New technology converts biosolids into hydrogen for electricity production
New technology that converts wastewater biosolids into hydrogen gas, which can in turn be used for the production of electricity, is going to be demonstrated in a $1.75 million project developed by Lawrence Livermore National Laboratory (LLNL) and Miami-based biotechnological company Chemergy Inc.
The demonstration project will be located in California, at the Delta Diablo Sanitation District (DDSD) facility in Antioch. The California Energy Commission and the Bay Area Biosolids to Energy (BAB2E) Coalition are also funding the development of the technology that could significantly reduce waste and enhance the production of renewable energy from biosolids.
The demonstration will be open in October and according to Bob Glass, who leads the project for LLNL, in about a year, the wastewater treatment facility will be able to process about one ton of wet biosolids every day and will be producing as many as 30 kilowatts of electricity, which will be used to power different functions at the Antioch plant.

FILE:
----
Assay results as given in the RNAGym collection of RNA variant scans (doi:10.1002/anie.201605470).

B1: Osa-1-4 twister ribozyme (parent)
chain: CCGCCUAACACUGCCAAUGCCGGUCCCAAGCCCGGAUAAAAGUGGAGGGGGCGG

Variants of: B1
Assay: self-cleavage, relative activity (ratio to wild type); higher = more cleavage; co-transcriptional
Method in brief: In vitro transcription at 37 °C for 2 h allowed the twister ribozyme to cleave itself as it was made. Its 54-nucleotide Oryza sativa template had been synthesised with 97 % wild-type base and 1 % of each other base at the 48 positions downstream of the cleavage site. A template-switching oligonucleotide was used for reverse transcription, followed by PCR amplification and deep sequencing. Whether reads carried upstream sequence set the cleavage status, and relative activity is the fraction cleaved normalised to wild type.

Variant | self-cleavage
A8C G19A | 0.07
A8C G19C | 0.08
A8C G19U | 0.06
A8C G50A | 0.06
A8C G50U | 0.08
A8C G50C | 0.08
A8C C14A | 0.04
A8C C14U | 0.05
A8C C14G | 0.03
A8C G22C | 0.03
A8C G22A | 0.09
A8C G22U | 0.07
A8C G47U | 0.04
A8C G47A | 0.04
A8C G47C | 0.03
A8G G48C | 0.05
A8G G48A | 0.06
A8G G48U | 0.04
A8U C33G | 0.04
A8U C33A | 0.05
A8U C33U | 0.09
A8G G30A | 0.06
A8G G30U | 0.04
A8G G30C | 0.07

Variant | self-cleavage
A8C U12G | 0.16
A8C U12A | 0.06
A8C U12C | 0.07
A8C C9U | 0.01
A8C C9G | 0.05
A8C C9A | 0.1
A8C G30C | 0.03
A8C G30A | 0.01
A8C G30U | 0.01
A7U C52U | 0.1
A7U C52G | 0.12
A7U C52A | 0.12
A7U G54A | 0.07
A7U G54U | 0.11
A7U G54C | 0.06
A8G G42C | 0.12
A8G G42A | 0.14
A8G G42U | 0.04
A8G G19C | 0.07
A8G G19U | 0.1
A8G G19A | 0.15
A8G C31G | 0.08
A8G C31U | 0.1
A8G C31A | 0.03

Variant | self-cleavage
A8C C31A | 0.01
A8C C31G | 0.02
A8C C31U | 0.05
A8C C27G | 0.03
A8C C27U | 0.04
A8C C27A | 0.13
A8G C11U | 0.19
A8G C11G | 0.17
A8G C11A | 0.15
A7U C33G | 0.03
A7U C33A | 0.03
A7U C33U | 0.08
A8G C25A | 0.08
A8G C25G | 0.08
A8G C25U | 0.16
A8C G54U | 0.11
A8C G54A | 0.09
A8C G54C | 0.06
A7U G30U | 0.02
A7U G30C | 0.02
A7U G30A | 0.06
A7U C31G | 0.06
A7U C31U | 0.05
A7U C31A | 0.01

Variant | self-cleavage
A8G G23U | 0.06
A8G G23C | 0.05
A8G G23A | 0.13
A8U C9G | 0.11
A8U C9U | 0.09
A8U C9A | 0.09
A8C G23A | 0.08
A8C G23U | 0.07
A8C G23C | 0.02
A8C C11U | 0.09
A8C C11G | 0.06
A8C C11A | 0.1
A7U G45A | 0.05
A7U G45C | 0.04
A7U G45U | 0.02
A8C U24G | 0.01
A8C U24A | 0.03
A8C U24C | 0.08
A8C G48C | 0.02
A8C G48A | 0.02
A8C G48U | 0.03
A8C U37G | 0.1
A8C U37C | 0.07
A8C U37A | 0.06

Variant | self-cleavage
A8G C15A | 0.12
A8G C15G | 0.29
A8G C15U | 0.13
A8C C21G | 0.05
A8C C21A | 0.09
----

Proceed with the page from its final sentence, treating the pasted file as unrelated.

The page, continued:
The patent-pending technology from Chemergy successfully integrates two separately implemented chemical processes. First, thermochemistry is used to produce heat, carbon dioxide and a hydrogen compound from wet biosolids. Then, the latter is further decomposed to produce renewable hydrogen gas.
Caroline Quinn, spokesperson for the coalition, explained that the Chemergy technology provided an innovative method that worked at moderate temperatures and at a smaller scale than conventional conversion methods.